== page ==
77% of countries have less than 3 women on business boards, research finds
The Global Board Diversity Analysis report released by Egon Zehnder, of the 44 countries studied, found that there are 16 countries worldwide that can be labelled as diversity champions: Meaning they have achieved the critical mass of three female board directors on average.
France is the country leading the way for gender diversity – with an average 5.2% of women on business boards, swiftly followed by Germany (4.6%) and Italy (4.1%.) The UK arrives much further down the list, with an average of just 2.8%.
In total, nine of the 16 champion countries (including France and Germany) have now instituted a quota, where the government has mandated that public (and in some cases also private) companies must achieve a target percentage of females on boards by a specified date or else risk legislative consequences.
However, despite the benefits of diversity, global samples show that many countries have yet to make a start as illustrated by The Knowledge Academy’s findings. There are still 11 out of 44 countries (of those studied) where more than half of boards have zero female representation, such as Japan.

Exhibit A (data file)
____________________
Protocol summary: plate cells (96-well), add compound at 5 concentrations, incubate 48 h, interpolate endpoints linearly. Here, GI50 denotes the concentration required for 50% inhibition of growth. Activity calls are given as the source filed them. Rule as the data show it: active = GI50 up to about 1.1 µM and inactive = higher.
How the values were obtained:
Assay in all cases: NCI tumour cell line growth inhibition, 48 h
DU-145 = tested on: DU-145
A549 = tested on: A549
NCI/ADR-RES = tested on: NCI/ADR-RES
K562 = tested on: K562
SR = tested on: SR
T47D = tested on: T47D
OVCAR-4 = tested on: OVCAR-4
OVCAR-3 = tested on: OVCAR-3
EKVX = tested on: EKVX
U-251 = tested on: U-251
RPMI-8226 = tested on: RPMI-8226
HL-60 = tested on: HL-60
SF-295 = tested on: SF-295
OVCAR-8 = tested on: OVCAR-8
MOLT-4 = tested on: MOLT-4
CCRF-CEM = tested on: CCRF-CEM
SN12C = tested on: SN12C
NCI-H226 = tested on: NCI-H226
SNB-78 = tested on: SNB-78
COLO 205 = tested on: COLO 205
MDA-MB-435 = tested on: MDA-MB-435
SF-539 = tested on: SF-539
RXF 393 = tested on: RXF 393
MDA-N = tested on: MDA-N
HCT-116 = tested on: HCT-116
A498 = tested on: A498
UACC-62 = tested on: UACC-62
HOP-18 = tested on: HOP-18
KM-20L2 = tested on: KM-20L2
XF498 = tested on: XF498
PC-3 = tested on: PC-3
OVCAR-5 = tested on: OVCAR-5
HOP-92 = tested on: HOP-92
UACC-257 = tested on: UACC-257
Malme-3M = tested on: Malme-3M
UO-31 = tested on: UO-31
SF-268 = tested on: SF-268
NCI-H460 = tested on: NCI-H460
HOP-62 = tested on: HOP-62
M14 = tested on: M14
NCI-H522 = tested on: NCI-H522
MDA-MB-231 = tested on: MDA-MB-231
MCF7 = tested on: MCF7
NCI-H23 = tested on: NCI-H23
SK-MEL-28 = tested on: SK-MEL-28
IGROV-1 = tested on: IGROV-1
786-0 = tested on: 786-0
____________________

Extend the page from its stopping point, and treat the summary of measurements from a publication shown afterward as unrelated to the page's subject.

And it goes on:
34 of the 44 countries, or 77%, have not reached the critical mass of at least three women per board, including Russia and Brazil. Moreover, there are as many as 15 countries that show negative progress, such as Turkey and Hungary.
Further research revealed the overall global ratio of male to female directors remains at three males to one female for board appointments and women’s presentation worldwide in executive roles is decidedly dismal – just under 4% for CEO’s and 10.5% for CFO’s.
In fact, in only six of the 44 countries examined do women hold more than 10% of CEO roles - these being; Colombia (20%), Israel (20%), Luxembourg (17%), Sweden (17%), Belgium (13%) and India (11%.)
David Baker, a spokesperson from The Knowledge Academy, commented, “Whilst the 16 countries labelled as ‘global diversity champions’ are a sure sign that change is taking place – progress is slow and often hindered. It would be remiss not to acknowledge and appreciate, the positive effect women have at every level of business.
“Globally; we must prioritise diversity to sustain – and maximise – our progress in the future. In doing so, it will only serve to benefit us all.”
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